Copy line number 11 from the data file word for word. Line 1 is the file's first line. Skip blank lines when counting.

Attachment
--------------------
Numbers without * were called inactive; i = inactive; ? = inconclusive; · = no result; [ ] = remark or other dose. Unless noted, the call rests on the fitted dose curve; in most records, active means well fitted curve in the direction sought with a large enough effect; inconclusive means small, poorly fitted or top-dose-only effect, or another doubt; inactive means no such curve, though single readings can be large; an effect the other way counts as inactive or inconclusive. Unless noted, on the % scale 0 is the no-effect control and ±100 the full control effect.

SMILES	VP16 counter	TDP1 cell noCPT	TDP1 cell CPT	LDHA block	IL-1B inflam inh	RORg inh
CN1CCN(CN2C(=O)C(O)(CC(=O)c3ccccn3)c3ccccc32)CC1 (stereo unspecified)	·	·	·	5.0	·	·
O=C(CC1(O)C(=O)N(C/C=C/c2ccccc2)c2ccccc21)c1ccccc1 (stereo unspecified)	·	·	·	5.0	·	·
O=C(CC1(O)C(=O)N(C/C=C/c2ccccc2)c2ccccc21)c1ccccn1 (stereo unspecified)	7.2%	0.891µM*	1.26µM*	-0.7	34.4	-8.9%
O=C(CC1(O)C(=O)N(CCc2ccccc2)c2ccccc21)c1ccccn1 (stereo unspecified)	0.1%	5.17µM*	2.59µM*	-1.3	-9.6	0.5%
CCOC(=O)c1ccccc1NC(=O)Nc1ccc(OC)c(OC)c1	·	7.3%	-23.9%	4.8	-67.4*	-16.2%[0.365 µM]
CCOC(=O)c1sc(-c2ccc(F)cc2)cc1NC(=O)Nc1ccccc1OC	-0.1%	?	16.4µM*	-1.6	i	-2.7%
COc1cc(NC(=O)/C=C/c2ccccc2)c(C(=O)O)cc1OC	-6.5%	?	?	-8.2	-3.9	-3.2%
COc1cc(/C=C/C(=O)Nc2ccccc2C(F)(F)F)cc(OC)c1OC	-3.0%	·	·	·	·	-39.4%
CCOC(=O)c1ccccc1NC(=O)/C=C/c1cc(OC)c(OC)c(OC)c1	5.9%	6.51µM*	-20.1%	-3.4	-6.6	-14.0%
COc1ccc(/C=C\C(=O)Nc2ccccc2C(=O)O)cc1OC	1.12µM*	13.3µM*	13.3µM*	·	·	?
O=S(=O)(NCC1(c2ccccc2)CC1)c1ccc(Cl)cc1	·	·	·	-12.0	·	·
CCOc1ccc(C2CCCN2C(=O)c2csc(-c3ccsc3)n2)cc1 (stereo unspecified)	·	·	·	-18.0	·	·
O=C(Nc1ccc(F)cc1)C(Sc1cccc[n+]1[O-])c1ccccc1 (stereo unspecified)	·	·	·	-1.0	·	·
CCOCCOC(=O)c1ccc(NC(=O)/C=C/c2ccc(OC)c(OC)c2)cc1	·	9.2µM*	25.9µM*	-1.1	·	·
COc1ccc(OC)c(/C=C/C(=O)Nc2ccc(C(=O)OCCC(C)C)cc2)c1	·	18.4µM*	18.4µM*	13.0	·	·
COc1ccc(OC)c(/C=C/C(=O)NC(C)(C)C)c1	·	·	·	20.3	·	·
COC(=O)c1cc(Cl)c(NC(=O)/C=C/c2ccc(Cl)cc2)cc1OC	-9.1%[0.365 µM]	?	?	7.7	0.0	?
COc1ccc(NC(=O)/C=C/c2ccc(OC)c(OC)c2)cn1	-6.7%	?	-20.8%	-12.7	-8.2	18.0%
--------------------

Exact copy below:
CCOC(=O)c1ccccc1NC(=O)/C=C/c1cc(OC)c(OC)c(OC)c1	5.9%	6.51µM*	-20.1%	-3.4	-6.6	-14.0%